By The Texas A&M System National Laboratories Office
Researchers from Texas A&M University (TAMU) and Los Alamos National Laboratory (LANL) are collaborating to produce radioactive isotopes which could improve future cancer treatments. This collaboration is made possible by the Texas A&M University System National Laboratories Office and LANL.
Sherry Yennello, Ph.D., Lauren McIntosh, Ph.D. and Evgeny Tereshatov, Ph.D. from the TAMU Cyclotron Institute (CI), Jonathan D. Burns, Ph.D. from the Texas A&M Engineering Experiment Station Nuclear Engineering and Science Center, a member of the Texas A&M University System, and Eva Birnbaum, Ph.D., Michael Fassbender, Ph.D., Stosh Kozimor, Ph.D. and Etienne Vermeulen, Ph.D. from the LANL Isotope Program are establishing capabilities at the CI to produce medically relevant alpha emitters for targeted alpha therapy.
The researchers are leveraging the almost 45-years of experience of isotope production at LANL to establish production capabilities at TAMU that do not currently exist. Birnbaum stated, “The LANL Isotope Program is pleased to share our experience in isotope production to facilitate the growth of a university partner in the network. TAMU brings unique capabilities to the table, as isotopes can be produced on the TAMU cyclotron that expand beyond what we can make with protons alone.”
Isotopes are atoms of elements from the periodic table that have various numbers of neutrons in their nuclei. In their basic form, elements have the same number of protons which match their atomic number. Atoms also have an atomic number determined by the number of protons and neutrons in the atom. Since an isotope has neutrons in addition to protons, the mass number is higher than the atomic number. Isotopes are written based on their mass number. The focus isotopes in this project are astatine-211 (At-211) and terbium-149 (Tb-149).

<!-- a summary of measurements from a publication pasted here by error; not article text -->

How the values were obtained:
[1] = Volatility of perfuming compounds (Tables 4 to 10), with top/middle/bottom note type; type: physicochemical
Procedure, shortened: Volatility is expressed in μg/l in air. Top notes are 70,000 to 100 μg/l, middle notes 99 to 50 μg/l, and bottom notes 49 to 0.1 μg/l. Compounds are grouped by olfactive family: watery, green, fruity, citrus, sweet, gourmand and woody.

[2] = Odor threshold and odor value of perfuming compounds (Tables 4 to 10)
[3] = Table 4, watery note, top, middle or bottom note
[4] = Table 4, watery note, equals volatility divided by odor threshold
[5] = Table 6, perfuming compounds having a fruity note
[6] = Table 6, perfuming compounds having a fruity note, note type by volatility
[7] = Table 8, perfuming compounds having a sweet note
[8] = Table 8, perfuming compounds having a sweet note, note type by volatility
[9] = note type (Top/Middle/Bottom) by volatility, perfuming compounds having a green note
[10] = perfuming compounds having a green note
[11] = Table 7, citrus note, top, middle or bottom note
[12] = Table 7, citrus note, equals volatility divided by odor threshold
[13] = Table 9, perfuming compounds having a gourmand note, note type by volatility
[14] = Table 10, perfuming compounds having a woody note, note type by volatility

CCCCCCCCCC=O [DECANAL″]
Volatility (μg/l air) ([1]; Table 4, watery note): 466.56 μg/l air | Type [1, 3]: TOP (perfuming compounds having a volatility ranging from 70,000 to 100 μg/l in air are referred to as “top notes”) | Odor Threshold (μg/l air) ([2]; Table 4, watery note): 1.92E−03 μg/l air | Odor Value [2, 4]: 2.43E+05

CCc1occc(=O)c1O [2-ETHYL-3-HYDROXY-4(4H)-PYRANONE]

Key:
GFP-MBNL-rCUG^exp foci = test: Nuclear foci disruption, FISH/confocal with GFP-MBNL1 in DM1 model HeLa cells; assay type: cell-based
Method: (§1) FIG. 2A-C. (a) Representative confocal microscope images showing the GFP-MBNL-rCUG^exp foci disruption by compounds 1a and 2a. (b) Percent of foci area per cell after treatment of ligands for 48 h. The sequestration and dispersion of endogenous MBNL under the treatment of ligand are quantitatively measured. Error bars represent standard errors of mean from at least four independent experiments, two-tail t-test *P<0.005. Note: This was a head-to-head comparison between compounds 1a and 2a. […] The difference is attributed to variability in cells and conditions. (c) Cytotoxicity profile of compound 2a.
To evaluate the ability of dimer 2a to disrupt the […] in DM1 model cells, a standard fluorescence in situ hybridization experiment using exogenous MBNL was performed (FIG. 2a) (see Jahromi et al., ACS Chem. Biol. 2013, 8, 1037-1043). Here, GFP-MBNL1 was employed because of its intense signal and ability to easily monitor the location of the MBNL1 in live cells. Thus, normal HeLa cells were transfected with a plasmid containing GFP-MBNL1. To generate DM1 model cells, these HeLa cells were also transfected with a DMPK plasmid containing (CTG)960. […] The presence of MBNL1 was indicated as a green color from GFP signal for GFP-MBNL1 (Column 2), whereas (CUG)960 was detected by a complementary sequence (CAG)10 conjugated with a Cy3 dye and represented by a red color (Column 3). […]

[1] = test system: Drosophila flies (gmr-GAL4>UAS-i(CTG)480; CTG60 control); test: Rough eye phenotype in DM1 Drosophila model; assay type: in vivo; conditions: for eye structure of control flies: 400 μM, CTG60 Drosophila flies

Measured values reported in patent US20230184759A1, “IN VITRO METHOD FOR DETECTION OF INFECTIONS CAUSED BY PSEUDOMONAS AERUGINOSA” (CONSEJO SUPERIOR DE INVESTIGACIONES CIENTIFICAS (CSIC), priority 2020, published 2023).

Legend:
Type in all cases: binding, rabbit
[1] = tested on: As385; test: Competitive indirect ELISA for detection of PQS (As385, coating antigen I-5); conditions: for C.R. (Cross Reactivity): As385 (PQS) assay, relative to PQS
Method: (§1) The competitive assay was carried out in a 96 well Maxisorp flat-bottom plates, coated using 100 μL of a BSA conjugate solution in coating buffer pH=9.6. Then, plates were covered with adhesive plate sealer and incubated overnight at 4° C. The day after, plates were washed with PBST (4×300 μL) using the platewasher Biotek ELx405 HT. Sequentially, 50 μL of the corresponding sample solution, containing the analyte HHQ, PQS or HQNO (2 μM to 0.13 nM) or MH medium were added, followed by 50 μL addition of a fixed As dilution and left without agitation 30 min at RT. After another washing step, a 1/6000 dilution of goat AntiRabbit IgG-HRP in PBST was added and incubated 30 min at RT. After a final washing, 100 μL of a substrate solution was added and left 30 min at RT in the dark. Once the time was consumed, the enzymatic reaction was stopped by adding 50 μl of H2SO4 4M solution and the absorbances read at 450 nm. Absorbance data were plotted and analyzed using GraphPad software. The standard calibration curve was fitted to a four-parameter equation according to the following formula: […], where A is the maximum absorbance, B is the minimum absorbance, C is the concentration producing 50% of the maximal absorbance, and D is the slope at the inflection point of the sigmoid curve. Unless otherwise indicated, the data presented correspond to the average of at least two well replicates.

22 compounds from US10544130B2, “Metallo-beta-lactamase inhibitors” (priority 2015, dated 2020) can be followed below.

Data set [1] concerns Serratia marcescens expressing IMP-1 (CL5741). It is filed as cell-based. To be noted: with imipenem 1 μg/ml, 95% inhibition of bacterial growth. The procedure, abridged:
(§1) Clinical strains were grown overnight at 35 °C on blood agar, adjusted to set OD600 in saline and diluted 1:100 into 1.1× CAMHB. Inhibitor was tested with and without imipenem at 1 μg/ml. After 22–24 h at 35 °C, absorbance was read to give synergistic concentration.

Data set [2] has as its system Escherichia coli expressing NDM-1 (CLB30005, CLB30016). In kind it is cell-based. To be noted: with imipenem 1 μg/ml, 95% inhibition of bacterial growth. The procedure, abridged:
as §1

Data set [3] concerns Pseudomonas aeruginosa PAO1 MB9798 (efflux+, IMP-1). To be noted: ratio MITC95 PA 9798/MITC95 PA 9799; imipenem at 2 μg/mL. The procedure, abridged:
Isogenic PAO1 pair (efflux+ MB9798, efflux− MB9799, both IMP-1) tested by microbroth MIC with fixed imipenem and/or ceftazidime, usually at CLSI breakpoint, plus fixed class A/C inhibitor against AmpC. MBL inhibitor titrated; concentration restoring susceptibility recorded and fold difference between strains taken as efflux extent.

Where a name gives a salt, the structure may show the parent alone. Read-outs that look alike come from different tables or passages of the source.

Radioactive isotopes emit alpha, beta, or gamma radiation and have several medical imaging and therapy applications. Alpha emitters are a particular interest in cancer treatment research because they emit a lot of energy in a short-range, which can destroy cancer cells while limiting damage to surrounding healthy tissue. This behavior differs from beta or gamma radiation because they emit the energy over a longer-range. Recently, molecules that target specific cancer cells have been developed that are useful in targeted alpha therapy, a process in which an alpha emitter that is capable of high damage at a short range can be targeted at cancer cells. Both At-211 and Tb-149 are alpha emitters. To emphasize the importance of this project, Yennello explained, “We’re enabling curing cancer from the inside out.”
There are two areas these researchers need to improve in order for the CI to be able to produce these isotopes, targetry and separation. To create At-211, a high-powered alpha particle beam is impinged on a plate of bismuth to cause a nuclear reaction that produces the isotopes. One challenge with the bismuth targets is that it has poor heat tolerance and a low melting point so, it is important to find a way to adequately cool the plate. Using a thin target is also important to making the isotope separation process more efficient, which supports the goal for separation: to find a method that produces a consistent amount of the isotope while minimizing the complexity of the process.
To summarize the importance of this collaboration, Burns explained, “The LANL-TAMUS Collaborative Research Program has provided a platform for us to engage with world experts on a very important problem, and even in the early stages of this collaboration, has stimulated progress.”